That was the whole thing with the first suburban boom. As people began moving out to the cheaper suburbs, so did the business. It was cheaper for both parties. Thus, cities fell into decline. We need to cap sprawl or control it somehow (growth boundaries a la Portland?) if we even want transit to be a viable mode choice.
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Old September 10th, 2007, 03:40 AM   #1075
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Quote:
Originally Posted by northsider1983 View Post
That was the whole thing with the first suburban boom. As people began moving out to the cheaper suburbs, so did the business. It was cheaper for both parties. Thus, cities fell into decline. We need to cap sprawl or control it somehow (growth boundaries a la Portland?) if we even want transit to be a viable mode choice.
During the "White Flight" of the 1960s, real estate in the cities became much cheaper than real estate in the suburbs. There were many issues involved. One of the most important was security. In many cases, the parks, plazas, and other common spaces in downtown areas had become campgrounds for vagrants and open air drug markets. One of the advantages of the suburbs comes from "Defensible Space". Most of the land is privately owned and directly under the control individuals who will not hesitate to call the police to chase away trouble makers.

The principal of defensible space goes beyond dealing with people engaged in illegal activities. In an apartment or condominium complex in which the lobby and stairs are shared, rowdy teenagers can seriously impact the quality of life for the other residents. Rowdy teenagers are much less of a problem in a suburban neighborhood where each house has its own private yard.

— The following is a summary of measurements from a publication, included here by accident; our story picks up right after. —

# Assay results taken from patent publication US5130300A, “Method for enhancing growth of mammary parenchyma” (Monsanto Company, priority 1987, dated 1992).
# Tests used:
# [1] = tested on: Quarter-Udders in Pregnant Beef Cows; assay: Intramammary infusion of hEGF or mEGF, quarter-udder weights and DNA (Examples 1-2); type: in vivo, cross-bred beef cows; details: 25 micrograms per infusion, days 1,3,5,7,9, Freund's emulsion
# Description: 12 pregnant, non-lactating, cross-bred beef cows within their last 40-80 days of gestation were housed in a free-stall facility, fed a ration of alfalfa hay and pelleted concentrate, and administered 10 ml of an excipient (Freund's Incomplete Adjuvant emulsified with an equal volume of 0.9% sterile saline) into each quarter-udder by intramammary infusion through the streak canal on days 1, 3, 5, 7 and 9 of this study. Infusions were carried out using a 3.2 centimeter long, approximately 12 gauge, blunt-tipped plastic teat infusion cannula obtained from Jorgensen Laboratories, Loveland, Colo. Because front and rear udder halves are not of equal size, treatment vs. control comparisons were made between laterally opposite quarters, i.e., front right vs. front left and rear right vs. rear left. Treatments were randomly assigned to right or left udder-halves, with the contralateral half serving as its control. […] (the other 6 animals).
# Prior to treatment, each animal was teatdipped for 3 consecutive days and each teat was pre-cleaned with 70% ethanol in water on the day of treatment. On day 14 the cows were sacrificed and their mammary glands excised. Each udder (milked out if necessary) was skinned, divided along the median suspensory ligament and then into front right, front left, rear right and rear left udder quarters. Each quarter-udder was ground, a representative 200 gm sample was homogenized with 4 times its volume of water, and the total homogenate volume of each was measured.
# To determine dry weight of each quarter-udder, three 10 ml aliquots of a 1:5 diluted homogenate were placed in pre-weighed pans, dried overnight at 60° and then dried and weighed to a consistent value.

These issues cause me concern with the "New Urbanism" development that is underway in Seattle. One demographic group in which the city is already well below the national average is families with children. Also, I still hear a lot about the population of homeless people who hang out in the downtown area.
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Old September 10th, 2007, 03:46 AM   #1076
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^ so we shouldn't build dense because of rowdy teenagers?!?

wow

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Old September 10th, 2007, 06:42 AM   #1077
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Originally Posted by Ginkgo View Post
Has anyone else seen this great-looking bus on the streets of Seattle (or on home roads in Snohomish County)? I'd love to take a ride on it, if only I had a reason to go north and stay as Community Transit serves Seattle only at rush hour and only one way. In any event, here's a link. http://www.commtrans.org/?mc=Newsandevents&Subcat=10
I rode the double decker once on way to work from my friend's place in Seattle. It was a real cool ride.
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Old September 10th, 2007, 07:06 AM   #1078
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^ so we shouldn't build dense because of rowdy teenagers?!?

wow

Hey!
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Old September 10th, 2007, 07:07 AM   #1079
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Originally Posted by northsider1983 View Post
That was the whole thing with the first suburban boom. As people began moving out to the cheaper suburbs, so did the business. It was cheaper for both parties. Thus, cities fell into decline. We need to cap sprawl or control it somehow (growth boundaries a la Portland?) if we even want transit to be a viable mode choice.
Okay so spreading out = cheaper, but less efficient transportation.
But that means not everyone works in DT right? So wouldn't that relieve the city a little bit?
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Old September 10th, 2007, 07:17 AM   #1080
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Okay so spreading out = cheaper, but less efficient transportation.
But that means not everyone works in DT right? So wouldn't that relieve the city a little bit?
Somewhat, except that many people who live in the city commute out to the suburbs, along with suburb-suburb commuting. So instead of suburb-CBD commuting, in which transit would be easiest to implement, we have region-wide congestion.